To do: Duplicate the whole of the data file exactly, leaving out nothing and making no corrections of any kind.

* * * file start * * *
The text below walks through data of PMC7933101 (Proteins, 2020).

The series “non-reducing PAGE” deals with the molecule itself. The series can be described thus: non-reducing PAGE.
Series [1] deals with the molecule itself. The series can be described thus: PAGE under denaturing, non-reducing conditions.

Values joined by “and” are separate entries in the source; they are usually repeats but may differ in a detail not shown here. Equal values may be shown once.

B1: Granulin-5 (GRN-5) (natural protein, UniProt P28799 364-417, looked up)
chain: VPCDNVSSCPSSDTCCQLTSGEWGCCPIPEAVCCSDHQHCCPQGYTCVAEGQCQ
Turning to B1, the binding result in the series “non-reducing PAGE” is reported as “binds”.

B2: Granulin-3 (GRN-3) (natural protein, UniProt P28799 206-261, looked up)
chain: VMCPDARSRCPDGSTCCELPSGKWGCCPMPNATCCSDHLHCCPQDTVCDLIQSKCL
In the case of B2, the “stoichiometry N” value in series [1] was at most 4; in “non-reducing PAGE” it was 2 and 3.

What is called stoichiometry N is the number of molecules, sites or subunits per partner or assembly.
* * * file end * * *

The text below walks through data of PMC7933101 (Proteins, 2020).

The series “non-reducing PAGE” deals with the molecule itself. The series can be described thus: non-reducing PAGE.
Series [1] deals with the molecule itself. The series can be described thus: PAGE under denaturing, non-reducing conditions.

Values joined by “and” are separate entries in the source; they are usually repeats but may differ in a detail not shown here. Equal values may be shown once.

B1: Granulin-5 (GRN-5) (natural protein, UniProt P28799 364-417, looked up)
chain: VPCDNVSSCPSSDTCCQLTSGEWGCCPIPEAVCCSDHQHCCPQGYTCVAEGQCQ
Turning to B1, the binding result in the series “non-reducing PAGE” is reported as “binds”.

B2: Granulin-3 (GRN-3) (natural protein, UniProt P28799 206-261, looked up)
chain: VMCPDARSRCPDGSTCCELPSGKWGCCPMPNATCCSDHLHCCPQDTVCDLIQSKCL
In the case of B2, the “stoichiometry N” value in series [1] was at most 4; in “non-reducing PAGE” it was 2 and 3.

What is called stoichiometry N is the number of molecules, sites or subunits per partner or assembly.